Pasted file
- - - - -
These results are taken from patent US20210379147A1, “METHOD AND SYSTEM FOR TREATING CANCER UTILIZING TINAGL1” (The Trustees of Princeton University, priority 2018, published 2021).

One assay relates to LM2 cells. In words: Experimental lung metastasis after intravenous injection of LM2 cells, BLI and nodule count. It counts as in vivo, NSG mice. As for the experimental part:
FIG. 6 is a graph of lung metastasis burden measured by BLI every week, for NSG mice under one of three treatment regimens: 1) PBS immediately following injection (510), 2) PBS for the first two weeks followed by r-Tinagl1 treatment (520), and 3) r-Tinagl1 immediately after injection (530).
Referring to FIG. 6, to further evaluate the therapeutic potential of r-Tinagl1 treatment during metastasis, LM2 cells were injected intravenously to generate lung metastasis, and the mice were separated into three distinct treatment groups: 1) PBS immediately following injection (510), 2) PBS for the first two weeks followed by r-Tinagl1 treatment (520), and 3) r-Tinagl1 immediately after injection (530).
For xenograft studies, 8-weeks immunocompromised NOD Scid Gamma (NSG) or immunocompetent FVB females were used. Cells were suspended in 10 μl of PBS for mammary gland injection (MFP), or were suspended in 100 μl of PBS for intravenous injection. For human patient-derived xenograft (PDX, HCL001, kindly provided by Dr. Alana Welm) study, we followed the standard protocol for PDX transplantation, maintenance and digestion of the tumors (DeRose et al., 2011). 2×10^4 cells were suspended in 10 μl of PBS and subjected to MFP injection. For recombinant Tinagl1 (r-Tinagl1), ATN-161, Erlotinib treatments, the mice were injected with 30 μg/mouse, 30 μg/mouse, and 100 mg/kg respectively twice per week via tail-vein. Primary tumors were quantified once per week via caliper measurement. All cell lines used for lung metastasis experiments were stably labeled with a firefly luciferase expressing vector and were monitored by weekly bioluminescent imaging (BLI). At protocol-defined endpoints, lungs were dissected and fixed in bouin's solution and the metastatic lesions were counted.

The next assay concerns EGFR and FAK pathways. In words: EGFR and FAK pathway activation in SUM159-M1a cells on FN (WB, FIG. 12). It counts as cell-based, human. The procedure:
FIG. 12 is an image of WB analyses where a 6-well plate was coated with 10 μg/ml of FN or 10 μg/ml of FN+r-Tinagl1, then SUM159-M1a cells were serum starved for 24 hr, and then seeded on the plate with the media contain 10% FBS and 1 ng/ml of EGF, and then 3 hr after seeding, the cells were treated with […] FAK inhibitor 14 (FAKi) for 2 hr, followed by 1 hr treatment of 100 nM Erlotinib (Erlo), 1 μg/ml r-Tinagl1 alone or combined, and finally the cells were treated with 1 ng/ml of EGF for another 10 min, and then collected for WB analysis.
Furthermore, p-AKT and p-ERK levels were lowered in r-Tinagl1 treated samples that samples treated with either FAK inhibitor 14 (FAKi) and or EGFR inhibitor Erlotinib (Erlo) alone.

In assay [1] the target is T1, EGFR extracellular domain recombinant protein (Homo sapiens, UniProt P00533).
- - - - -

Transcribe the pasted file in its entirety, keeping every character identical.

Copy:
These results are taken from patent US20210379147A1, “METHOD AND SYSTEM FOR TREATING CANCER UTILIZING TINAGL1” (The Trustees of Princeton University, priority 2018, published 2021).

One assay relates to LM2 cells. In words: Experimental lung metastasis after intravenous injection of LM2 cells, BLI and nodule count. It counts as in vivo, NSG mice. As for the experimental part:
FIG. 6 is a graph of lung metastasis burden measured by BLI every week, for NSG mice under one of three treatment regimens: 1) PBS immediately following injection (510), 2) PBS for the first two weeks followed by r-Tinagl1 treatment (520), and 3) r-Tinagl1 immediately after injection (530).
Referring to FIG. 6, to further evaluate the therapeutic potential of r-Tinagl1 treatment during metastasis, LM2 cells were injected intravenously to generate lung metastasis, and the mice were separated into three distinct treatment groups: 1) PBS immediately following injection (510), 2) PBS for the first two weeks followed by r-Tinagl1 treatment (520), and 3) r-Tinagl1 immediately after injection (530).
For xenograft studies, 8-weeks immunocompromised NOD Scid Gamma (NSG) or immunocompetent FVB females were used. Cells were suspended in 10 μl of PBS for mammary gland injection (MFP), or were suspended in 100 μl of PBS for intravenous injection. For human patient-derived xenograft (PDX, HCL001, kindly provided by Dr. Alana Welm) study, we followed the standard protocol for PDX transplantation, maintenance and digestion of the tumors (DeRose et al., 2011). 2×10^4 cells were suspended in 10 μl of PBS and subjected to MFP injection. For recombinant Tinagl1 (r-Tinagl1), ATN-161, Erlotinib treatments, the mice were injected with 30 μg/mouse, 30 μg/mouse, and 100 mg/kg respectively twice per week via tail-vein. Primary tumors were quantified once per week via caliper measurement. All cell lines used for lung metastasis experiments were stably labeled with a firefly luciferase expressing vector and were monitored by weekly bioluminescent imaging (BLI). At protocol-defined endpoints, lungs were dissected and fixed in bouin's solution and the metastatic lesions were counted.

The next assay concerns EGFR and FAK pathways. In words: EGFR and FAK pathway activation in SUM159-M1a cells on FN (WB, FIG. 12). It counts as cell-based, human. The procedure:
FIG. 12 is an image of WB analyses where a 6-well plate was coated with 10 μg/ml of FN or 10 μg/ml of FN+r-Tinagl1, then SUM159-M1a cells were serum starved for 24 hr, and then seeded on the plate with the media contain 10% FBS and 1 ng/ml of EGF, and then 3 hr after seeding, the cells were treated with […] FAK inhibitor 14 (FAKi) for 2 hr, followed by 1 hr treatment of 100 nM Erlotinib (Erlo), 1 μg/ml r-Tinagl1 alone or combined, and finally the cells were treated with 1 ng/ml of EGF for another 10 min, and then collected for WB analysis.
Furthermore, p-AKT and p-ERK levels were lowered in r-Tinagl1 treated samples that samples treated with either FAK inhibitor 14 (FAKi) and or EGFR inhibitor Erlotinib (Erlo) alone.

In assay [1] the target is T1, EGFR extracellular domain recombinant protein (Homo sapiens, UniProt P00533).